United States District Court, W.D. Louisiana, Monroe Division
L. HAYES JUDGE.
A. Doughty United States District Judge
here is the Motion for Partial Summary Judgment Regarding
Plaintiff’s Economic Damages and Wage Loss Claims filed
by Defendants Wal-Mart Louisiana, LLC and Wal-Mart Stores
Inc. (collectively “Wal-Mart”) [Doc. No. 51].
Defendant Ieshia Hollins Jones (“Jones”) has
filed an opposition [Doc. No. 63]. Wal-Mart has filed a reply
[Doc. No. 73].
foregoing reasons, the motion is GRANTED.
FACTS AND PROCEDURAL HISTORY
filed this lawsuit following a slip and fall accident at a
Wal-Mart Store in West Monroe, Louisiana on August 16, 2016.
As a result of the accident, she claims to have sustained
economic damages and lost wages. In its motion, Wal-Mart
contends, first, that all of Jones’ alleged economic
losses are actually those of a company called Direnzic
Technology & Consulting, LLC, (“Direnzic”),
and that none of the alleged losses belong to Jones.
Secondly, Wal-Mart contends that the record is void of any
documentation or support for Jones’ claim that she
personally suffered lost wages. Wal-Mart therefore seeks
summary judgment dismissing Jones’ claims for economic
damages and wage loss claims with prejudice Wal-Mart asserts
that when Jones submitted her Initial Witness and Exhibit
Lists in December 2017, she did not identify any
documentation that might support her economic damage claims
or her lost wage claims. Wal-Mart then deposed Jones on
January 4, 2018, and requested information pertaining to
testified that she owns her own technology management and
consulting limited liability company, Direnzic [Doc. No.
51-5, p. 18]. She does not take a salary but draws from the
company if there is a profit [Id., pp. 20-21]. She
could not calculate the amount of her lost wages, but she
testified that she initially missed only four to five days of
billing for Direnzic following the accident due to pain, and
additional days to attend doctors’ appointments
[Id., pp. 18-20].
asserts that Jones’ testimony revealed that her lost
wage claims were premised on losses her company allegedly
incurred, not losses of Jones in her personal capacity.
Specifically, Jones claimed that she canceled a Direnzic
seminar she planned to host in the days after the accident,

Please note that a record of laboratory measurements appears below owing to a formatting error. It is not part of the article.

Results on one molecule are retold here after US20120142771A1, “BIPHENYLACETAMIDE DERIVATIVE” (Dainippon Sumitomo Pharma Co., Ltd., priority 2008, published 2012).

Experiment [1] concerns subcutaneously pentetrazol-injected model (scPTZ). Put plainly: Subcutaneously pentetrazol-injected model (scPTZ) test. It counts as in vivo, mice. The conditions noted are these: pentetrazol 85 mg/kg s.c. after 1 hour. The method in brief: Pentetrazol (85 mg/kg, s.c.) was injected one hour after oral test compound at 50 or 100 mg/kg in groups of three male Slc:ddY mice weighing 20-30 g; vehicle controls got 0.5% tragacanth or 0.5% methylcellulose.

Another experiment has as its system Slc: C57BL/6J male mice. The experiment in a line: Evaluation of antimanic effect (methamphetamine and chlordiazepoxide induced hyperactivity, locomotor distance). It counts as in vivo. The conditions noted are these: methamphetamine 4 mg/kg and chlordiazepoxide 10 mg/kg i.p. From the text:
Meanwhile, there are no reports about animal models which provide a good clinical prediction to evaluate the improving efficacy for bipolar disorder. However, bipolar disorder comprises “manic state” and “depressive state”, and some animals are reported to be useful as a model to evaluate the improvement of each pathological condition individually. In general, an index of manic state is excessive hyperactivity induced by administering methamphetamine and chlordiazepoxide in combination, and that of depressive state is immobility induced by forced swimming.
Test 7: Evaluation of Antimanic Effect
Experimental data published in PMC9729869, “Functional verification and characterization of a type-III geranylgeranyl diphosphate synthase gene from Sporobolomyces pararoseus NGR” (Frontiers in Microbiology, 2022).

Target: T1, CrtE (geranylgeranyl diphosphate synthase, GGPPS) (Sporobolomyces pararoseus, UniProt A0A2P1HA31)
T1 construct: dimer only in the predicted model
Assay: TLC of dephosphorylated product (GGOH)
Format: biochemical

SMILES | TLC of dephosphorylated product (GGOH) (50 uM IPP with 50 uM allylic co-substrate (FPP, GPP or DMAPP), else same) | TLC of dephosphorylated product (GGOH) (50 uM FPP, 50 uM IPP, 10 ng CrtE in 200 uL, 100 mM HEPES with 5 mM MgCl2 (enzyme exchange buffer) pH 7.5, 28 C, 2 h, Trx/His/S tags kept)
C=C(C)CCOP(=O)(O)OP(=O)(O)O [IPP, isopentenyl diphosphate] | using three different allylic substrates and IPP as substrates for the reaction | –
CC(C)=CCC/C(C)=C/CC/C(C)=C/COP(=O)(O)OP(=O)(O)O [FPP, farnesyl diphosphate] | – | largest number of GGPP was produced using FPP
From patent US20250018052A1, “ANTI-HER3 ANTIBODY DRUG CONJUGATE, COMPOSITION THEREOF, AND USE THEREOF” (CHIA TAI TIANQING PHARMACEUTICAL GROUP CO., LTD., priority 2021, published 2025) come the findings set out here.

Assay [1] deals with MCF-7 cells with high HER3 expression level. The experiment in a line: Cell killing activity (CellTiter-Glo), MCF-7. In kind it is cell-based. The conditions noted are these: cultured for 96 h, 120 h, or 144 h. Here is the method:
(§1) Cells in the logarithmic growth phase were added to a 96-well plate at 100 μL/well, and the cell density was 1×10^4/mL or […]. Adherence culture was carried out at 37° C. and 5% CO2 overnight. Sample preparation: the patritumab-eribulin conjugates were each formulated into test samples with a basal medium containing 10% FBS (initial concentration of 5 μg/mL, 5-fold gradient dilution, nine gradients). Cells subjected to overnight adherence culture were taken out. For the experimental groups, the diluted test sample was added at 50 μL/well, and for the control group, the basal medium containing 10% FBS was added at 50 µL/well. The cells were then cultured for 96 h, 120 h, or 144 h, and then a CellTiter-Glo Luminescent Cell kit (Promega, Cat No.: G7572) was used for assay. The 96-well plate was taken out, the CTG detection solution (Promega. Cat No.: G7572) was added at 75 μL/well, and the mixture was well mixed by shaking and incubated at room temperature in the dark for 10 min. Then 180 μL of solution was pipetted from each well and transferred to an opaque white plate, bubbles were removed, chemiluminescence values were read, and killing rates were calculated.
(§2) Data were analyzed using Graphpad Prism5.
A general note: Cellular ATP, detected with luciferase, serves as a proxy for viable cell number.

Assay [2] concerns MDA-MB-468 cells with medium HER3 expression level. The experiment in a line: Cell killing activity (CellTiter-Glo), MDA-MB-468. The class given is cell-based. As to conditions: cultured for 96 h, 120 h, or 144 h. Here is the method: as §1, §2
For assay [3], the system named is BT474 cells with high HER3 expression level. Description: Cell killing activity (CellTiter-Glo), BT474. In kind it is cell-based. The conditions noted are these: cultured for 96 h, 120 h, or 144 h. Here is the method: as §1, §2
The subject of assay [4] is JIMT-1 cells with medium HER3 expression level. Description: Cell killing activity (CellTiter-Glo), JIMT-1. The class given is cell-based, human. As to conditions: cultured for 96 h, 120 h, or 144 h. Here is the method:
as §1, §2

and that she could not bid on at least two projects on behalf
of Direnzic [Id., pp. 29-30, 92-94]. Jones was
unable to establish the company expenses lost for having to
reserve the class area and books and could provide no details
regarding the company’s alleged lost project bids, such
as the time frame or income lost for them [Id., pp.
92-94]. Nonetheless, Jones testified that her company did not
lose any clients because of the accident, and she could not
say whether she lost any new business [Id., pp.
on the morning of a scheduled mediation on August 20, 2018,
Jones provided a self-calculation of her company’s
alleged economic losses, purporting to show lost income of
$48,410.00 and “potential” lost wages in the
amount of $6,661,820.00, which she attributed to
Direnzic’s loss of the opportunities to bid on
projects. [Doc. No. 51-6, Plaintiff’s “Lost Wage
her alleged claims of company losses in the millions of
dollars, Jones’ Schedule C tax returns for Direnzic for
2015 and 2016 showed gross receipts of $9,129.00 and
$17,500.00, respectively. [Doc. No. 51-10].
February 6, 2019, Wal-Mart re-deposed Jones about her alleged
economic and wage loss claims. Jones confirmed the losses she
is claiming were not sustained by her personally, but by
Direnzic [Doc. No. 51-7, p. 79]. These alleged losses include
hours the company would have billed to clients, a company
seminar cancelation, accounts payable the company paid out to
contractors, time that the company could not bill while she
was at the doctor’s office, and bids the company did
not complete and/or timely deliver, which totaled the
$6,661,820.00 she is seeking [Id., pp 50-79].
argues in its motion for partial summary judgment that since
none of the alleged losses are those that belong to Jones,
and since the record is void of any documentation or support
for Jones’ claim that she personally suffered lost
wages, it is entitled to summary judgment dismissing
Jones’ claims for economic damages and wage loss claims
responds that, as the owner of Direnzic, her personal income
is based on her Schedule C that is filed with her personal
1040 taxes; therefore, any profit of the business is
considered her personal taxable earning. She argues that she
is not attempting to assert a claim on behalf of Direnzic for
business losses, but, rather, is asserting a claim for her
own personal lost wages. In support of her argument, she
attaches the Affidavit of Johann V. Hollins, the preparer of
her income tax returns [Doc. No. 63-2].